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The success of Ellington’s appearance at the Newport Jazz Festival in 1956 reinvigorated his career and once again made him a world-wide concert draw at a time when many other big bands were struggling to find work. His appearance at the Alhambra two years later has been circulating in bootleg form for years and is finally available on CD. Although the recording quality isn’t great (blame the poor acoustics of the concert hall), it still captures a lively Ellington band on a typical set list from the time period. Although there are some rough spots (“Take The ‘A’ Train” in particular never seems to catch fire) the band is in fine form throughout. Any Ellington unit is only going to be as good as its soloists, and fortunately this incarnation features some of the best, all of whom were having a good night. Jimmy Hamilton plays some lovely, lilting phrases over “Tenderly” followed by a bouncy flugelhorn solo from Clark Terry. However, Johnny Hodges, a favorite of the Parisian audience, steals the show on three spotlight numbers, including “All Of Me”, which by this time had been mastered by the altoist. Appropriately, the encore is “Diminuedo and Crescendo in Blue” on which Paul Gonsalves reworks his famous solo from Newport that almost single-handedly changed the fortunes of the band overnight. A welcome addition to the catalogue of jazz’s greatest composer.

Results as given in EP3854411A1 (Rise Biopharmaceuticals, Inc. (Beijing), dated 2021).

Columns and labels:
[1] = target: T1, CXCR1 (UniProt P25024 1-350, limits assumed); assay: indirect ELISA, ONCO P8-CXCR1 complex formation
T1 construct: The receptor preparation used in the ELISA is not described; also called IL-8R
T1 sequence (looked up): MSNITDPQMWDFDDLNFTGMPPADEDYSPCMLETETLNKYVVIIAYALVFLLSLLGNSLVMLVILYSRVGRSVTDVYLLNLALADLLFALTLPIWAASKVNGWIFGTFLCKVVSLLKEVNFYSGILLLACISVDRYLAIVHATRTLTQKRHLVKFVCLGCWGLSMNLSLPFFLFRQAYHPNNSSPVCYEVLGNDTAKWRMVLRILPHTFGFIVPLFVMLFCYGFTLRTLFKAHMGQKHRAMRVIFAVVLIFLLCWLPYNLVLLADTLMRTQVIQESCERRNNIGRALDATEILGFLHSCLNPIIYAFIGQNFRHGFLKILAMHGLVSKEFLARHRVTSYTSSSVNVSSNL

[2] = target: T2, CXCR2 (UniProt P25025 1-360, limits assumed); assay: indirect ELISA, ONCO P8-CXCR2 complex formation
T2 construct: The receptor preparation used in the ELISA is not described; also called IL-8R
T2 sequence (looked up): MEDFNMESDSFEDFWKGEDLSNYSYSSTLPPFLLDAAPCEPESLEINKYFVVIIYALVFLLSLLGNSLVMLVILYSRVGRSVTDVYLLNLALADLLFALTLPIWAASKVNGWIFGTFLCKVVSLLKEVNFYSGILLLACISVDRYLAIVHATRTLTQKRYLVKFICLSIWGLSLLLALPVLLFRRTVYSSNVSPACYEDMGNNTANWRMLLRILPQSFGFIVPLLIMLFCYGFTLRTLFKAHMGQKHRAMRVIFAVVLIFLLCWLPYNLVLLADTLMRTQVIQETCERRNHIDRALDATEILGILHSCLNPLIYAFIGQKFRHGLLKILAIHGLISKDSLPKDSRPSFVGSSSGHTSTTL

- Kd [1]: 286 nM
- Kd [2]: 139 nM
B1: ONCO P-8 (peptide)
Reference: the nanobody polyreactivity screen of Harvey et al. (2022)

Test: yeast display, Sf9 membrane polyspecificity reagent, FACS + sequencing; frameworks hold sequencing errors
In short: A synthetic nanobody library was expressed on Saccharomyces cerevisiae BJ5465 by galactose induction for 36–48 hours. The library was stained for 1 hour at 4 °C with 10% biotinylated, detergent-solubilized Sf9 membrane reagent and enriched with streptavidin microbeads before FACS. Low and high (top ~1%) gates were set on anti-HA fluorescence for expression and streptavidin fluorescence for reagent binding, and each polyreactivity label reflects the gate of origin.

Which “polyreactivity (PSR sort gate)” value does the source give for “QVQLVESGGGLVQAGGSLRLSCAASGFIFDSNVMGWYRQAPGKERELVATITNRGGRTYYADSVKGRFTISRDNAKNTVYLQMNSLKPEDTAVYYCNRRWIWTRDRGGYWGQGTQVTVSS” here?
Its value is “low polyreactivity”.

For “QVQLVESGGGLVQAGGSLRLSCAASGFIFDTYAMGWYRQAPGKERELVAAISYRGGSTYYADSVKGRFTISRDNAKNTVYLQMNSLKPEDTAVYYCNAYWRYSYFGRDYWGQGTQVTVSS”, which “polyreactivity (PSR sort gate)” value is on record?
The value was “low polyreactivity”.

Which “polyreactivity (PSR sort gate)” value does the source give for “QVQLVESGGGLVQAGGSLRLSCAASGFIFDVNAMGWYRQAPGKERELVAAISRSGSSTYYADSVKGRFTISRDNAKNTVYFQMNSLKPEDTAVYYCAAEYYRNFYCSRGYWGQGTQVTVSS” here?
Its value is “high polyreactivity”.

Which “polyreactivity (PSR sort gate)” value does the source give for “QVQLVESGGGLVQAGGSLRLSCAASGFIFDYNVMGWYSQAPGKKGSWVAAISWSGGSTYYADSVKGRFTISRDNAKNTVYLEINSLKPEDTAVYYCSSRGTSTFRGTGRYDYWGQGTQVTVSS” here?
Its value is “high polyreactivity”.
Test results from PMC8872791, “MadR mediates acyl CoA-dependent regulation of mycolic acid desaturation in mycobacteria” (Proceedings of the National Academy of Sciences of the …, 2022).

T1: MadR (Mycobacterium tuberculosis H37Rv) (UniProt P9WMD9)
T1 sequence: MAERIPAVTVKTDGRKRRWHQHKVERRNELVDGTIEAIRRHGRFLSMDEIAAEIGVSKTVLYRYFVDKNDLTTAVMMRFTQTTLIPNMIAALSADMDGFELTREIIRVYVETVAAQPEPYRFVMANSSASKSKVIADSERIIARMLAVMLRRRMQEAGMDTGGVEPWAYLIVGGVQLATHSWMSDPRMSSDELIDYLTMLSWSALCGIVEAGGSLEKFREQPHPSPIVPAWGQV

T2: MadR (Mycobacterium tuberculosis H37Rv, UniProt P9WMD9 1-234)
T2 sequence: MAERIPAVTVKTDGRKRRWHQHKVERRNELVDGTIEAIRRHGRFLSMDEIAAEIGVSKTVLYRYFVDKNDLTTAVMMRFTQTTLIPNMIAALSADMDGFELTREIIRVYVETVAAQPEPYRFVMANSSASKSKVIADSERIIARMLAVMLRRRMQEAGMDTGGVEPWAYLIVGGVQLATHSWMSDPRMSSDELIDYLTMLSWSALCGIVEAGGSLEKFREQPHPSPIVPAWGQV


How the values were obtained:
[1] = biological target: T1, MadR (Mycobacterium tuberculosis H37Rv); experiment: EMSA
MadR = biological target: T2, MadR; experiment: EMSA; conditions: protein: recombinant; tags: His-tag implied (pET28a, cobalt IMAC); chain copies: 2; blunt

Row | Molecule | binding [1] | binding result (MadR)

Track Listing: 1. Take The "A" Train, 2. Black And Tan Fantasy/Creole Love Call/The Mooche, 3. Newport Up, 4. Tenderly, 5. Juniflip, 6. Frustration, 7. Rockin' In Rhythm, 8. Jeep's Blues, 9. All Of Me, 10. Things Ain't What They Used To Be, 11. Jam With Sam, 12. Hi Fi Fo Fum, 13. Diminuendo And Crescendo In Blue
Personnel: Duke Ellington and his Orchestra featuring Johnny Hodges, Harry Carney, Paul Gonsalves, Jimmy Hamilton, Russell Procope, Clark Terry, Ray Nance, Cat Anderson, Shorty Baker, Quentin Jackson, Britt Woodman, John Sanders, Jimmy Woods, Sam Woodyard.
I love jazz because it is a pure American music and can be expressed in different ways depending upon the artist.
I was first exposed to jazz while as a teenager I listened to Duke Ellington, Benny Goodman, and Louis Armstrong, on a jazz
radio station in New York City.